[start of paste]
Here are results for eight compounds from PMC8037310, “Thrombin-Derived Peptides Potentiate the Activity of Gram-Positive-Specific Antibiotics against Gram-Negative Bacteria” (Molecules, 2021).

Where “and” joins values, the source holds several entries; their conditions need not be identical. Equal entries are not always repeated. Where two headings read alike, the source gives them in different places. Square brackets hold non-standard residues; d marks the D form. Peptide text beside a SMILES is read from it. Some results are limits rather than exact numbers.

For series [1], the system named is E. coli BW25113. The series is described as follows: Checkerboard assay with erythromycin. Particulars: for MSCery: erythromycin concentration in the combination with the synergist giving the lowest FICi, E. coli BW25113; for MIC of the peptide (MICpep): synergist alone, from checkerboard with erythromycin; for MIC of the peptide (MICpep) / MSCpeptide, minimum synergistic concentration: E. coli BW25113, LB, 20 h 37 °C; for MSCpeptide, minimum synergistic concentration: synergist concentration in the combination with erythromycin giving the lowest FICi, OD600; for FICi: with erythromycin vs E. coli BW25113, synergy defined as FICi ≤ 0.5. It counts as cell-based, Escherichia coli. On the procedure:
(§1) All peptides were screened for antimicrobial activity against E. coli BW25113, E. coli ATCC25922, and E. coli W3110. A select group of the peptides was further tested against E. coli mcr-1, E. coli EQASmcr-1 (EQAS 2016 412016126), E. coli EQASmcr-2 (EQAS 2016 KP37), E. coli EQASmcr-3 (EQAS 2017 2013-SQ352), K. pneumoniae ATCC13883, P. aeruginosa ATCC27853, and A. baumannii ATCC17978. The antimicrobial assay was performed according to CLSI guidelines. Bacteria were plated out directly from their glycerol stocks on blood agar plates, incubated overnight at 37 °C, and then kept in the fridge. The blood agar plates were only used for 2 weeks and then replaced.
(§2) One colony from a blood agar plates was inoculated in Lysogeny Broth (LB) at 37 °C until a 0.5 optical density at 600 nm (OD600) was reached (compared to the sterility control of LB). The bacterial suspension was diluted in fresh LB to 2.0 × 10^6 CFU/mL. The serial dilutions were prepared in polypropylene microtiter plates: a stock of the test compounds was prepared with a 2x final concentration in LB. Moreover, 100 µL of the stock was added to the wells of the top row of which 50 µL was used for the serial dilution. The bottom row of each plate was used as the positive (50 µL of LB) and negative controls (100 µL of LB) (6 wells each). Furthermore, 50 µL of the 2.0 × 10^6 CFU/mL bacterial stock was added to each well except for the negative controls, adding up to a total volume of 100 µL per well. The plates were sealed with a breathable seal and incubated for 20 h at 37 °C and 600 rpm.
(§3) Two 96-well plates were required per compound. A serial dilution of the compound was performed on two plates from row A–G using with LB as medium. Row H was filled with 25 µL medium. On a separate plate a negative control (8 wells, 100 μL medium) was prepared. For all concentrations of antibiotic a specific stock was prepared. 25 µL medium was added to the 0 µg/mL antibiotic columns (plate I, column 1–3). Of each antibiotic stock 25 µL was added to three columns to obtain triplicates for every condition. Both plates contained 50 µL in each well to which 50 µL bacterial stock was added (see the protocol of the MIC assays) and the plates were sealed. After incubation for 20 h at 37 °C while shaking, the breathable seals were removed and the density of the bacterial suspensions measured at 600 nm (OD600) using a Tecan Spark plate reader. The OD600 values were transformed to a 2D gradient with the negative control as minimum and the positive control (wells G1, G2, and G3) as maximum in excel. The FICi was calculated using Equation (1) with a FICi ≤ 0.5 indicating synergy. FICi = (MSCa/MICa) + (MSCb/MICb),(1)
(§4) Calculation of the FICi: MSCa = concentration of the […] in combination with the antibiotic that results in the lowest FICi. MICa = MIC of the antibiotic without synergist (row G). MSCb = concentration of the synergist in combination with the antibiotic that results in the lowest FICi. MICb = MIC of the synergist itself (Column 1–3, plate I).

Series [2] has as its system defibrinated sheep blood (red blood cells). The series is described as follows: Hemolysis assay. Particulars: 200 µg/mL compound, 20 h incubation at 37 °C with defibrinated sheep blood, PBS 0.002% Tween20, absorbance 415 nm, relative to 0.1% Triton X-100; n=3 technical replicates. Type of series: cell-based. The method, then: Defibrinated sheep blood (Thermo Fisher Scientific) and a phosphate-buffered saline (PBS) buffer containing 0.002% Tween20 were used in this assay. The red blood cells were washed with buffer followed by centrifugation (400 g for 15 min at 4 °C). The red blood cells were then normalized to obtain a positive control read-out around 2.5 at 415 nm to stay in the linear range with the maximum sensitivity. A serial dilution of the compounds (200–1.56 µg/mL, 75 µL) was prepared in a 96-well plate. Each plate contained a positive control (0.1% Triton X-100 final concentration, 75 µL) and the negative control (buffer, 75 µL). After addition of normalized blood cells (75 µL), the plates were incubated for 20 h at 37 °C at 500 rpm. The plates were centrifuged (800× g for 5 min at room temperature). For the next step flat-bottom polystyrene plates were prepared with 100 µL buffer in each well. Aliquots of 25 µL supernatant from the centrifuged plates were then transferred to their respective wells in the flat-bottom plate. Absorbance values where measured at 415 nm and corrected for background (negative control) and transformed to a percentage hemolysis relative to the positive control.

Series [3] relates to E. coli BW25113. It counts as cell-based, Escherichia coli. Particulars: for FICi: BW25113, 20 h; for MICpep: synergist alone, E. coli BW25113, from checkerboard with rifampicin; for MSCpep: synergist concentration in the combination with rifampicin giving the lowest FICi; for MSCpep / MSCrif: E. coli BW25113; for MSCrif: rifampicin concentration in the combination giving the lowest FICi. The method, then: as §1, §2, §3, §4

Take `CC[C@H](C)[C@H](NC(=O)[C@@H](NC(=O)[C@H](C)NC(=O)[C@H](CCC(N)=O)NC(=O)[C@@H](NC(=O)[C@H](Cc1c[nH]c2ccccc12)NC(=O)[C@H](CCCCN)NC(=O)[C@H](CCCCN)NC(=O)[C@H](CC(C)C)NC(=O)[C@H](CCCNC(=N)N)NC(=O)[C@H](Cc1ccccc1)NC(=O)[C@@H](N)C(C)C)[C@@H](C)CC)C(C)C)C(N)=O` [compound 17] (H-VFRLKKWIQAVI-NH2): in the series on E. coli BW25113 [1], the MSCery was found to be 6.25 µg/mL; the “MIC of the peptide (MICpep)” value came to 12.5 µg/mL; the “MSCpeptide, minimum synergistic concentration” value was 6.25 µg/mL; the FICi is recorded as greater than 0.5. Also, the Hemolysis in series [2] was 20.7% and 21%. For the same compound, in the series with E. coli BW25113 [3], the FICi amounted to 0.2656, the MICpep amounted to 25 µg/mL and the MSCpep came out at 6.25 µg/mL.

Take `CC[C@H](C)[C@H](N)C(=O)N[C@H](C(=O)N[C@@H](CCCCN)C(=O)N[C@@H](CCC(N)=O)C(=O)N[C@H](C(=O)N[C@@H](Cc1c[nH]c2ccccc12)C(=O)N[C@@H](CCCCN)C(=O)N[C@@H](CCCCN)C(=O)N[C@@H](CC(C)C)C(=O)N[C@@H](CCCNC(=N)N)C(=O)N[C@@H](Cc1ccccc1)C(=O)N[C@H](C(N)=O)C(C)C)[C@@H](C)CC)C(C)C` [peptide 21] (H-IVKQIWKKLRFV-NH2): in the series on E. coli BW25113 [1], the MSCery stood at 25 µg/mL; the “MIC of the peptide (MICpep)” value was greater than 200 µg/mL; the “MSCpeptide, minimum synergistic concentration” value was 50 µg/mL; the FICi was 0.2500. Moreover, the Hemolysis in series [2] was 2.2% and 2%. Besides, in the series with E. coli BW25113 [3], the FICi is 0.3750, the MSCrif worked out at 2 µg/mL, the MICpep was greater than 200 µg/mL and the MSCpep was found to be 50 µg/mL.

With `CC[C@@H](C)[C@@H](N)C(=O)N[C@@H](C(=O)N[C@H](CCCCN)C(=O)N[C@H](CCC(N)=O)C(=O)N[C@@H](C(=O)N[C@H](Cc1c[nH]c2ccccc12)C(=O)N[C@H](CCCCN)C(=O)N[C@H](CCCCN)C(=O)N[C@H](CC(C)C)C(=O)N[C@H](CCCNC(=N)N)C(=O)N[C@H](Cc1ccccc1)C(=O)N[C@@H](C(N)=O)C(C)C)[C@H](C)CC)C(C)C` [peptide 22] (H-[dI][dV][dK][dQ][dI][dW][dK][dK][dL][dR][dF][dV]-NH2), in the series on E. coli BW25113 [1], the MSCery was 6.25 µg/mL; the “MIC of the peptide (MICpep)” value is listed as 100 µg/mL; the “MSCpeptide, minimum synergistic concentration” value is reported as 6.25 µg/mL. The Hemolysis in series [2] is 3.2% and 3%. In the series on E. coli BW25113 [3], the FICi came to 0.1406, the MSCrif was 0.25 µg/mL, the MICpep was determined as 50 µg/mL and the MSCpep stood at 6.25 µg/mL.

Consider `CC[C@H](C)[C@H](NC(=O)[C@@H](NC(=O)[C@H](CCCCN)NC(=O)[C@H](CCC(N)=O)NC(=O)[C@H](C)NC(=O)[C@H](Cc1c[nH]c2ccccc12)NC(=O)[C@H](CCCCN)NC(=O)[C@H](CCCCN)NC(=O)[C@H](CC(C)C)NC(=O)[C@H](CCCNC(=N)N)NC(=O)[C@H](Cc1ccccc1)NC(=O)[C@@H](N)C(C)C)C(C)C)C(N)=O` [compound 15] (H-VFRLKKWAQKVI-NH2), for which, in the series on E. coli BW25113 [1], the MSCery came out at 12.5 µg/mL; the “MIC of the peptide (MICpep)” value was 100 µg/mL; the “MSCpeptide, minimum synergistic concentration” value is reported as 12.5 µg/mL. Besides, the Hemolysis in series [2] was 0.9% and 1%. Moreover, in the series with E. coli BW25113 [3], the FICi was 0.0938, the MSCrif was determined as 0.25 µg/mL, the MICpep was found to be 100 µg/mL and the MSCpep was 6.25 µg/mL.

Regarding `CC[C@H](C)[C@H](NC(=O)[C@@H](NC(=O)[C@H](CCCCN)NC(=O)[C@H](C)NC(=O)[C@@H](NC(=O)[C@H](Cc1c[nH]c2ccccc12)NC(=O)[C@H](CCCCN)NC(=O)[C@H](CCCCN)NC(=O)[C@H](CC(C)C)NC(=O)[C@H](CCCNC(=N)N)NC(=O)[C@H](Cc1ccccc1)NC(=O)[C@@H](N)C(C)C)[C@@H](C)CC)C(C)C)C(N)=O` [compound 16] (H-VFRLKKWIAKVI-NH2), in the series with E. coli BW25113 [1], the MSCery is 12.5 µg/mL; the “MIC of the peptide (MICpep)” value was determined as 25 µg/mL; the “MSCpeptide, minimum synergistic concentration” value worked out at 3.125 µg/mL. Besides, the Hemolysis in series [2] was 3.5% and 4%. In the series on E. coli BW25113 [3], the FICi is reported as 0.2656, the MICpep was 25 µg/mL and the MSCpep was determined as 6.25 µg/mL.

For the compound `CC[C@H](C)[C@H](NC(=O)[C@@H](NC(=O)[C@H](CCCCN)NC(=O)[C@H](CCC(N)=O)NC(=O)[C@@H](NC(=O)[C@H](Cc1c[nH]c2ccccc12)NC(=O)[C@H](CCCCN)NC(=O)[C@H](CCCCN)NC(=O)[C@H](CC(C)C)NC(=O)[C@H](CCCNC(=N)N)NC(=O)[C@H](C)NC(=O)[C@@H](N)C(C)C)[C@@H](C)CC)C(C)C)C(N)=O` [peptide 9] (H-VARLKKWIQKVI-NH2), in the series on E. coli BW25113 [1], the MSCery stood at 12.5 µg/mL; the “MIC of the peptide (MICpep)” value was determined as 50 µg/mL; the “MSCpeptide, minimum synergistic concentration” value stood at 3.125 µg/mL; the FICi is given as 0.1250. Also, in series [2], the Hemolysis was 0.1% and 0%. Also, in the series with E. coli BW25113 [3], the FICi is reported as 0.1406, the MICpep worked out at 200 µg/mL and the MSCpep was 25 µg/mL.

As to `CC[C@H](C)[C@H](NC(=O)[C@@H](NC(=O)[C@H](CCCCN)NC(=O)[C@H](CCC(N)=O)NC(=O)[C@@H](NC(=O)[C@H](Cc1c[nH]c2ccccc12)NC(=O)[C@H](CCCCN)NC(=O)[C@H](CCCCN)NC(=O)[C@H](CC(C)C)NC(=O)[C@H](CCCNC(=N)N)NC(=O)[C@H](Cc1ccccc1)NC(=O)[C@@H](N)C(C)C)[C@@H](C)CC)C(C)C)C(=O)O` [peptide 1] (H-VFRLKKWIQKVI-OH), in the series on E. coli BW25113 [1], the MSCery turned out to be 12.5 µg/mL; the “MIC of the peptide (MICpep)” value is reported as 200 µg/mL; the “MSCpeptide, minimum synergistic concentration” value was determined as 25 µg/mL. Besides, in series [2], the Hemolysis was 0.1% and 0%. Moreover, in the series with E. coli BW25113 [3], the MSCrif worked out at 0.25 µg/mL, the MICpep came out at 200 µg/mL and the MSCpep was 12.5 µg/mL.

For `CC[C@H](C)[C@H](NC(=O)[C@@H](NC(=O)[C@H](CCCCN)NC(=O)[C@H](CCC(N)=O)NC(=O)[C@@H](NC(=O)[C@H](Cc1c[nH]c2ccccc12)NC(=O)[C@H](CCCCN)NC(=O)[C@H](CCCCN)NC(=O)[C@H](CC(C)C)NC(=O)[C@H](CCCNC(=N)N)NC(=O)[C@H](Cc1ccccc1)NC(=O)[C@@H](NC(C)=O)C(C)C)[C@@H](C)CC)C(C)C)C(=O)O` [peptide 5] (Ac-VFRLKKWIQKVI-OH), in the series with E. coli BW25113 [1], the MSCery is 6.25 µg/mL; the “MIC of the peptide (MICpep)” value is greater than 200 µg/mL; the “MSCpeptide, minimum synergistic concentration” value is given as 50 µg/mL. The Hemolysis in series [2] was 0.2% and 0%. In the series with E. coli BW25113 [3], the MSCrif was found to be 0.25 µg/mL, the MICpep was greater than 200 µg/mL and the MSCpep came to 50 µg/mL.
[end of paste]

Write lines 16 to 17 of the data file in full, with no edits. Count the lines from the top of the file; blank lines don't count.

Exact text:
As to `CC[C@H](C)[C@H](NC(=O)[C@@H](NC(=O)[C@H](CCCCN)NC(=O)[C@H](CCC(N)=O)NC(=O)[C@@H](NC(=O)[C@H](Cc1c[nH]c2ccccc12)NC(=O)[C@H](CCCCN)NC(=O)[C@H](CCCCN)NC(=O)[C@H](CC(C)C)NC(=O)[C@H](CCCNC(=N)N)NC(=O)[C@H](Cc1ccccc1)NC(=O)[C@@H](N)C(C)C)[C@@H](C)CC)C(C)C)C(=O)O` [peptide 1] (H-VFRLKKWIQKVI-OH), in the series on E. coli BW25113 [1], the MSCery turned out to be 12.5 µg/mL; the “MIC of the peptide (MICpep)” value is reported as 200 µg/mL; the “MSCpeptide, minimum synergistic concentration” value was determined as 25 µg/mL. Besides, in series [2], the Hemolysis was 0.1% and 0%. Moreover, in the series with E. coli BW25113 [3], the MSCrif worked out at 0.25 µg/mL, the MICpep came out at 200 µg/mL and the MSCpep was 12.5 µg/mL.

For `CC[C@H](C)[C@H](NC(=O)[C@@H](NC(=O)[C@H](CCCCN)NC(=O)[C@H](CCC(N)=O)NC(=O)[C@@H](NC(=O)[C@H](Cc1c[nH]c2ccccc12)NC(=O)[C@H](CCCCN)NC(=O)[C@H](CCCCN)NC(=O)[C@H](CC(C)C)NC(=O)[C@H](CCCNC(=N)N)NC(=O)[C@H](Cc1ccccc1)NC(=O)[C@@H](NC(C)=O)C(C)C)[C@@H](C)CC)C(C)C)C(=O)O` [peptide 5] (Ac-VFRLKKWIQKVI-OH), in the series with E. coli BW25113 [1], the MSCery is 6.25 µg/mL; the “MIC of the peptide (MICpep)” value is greater than 200 µg/mL; the “MSCpeptide, minimum synergistic concentration” value is given as 50 µg/mL. The Hemolysis in series [2] was 0.2% and 0%. In the series with E. coli BW25113 [3], the MSCrif was found to be 0.25 µg/mL, the MICpep was greater than 200 µg/mL and the MSCpep came to 50 µg/mL.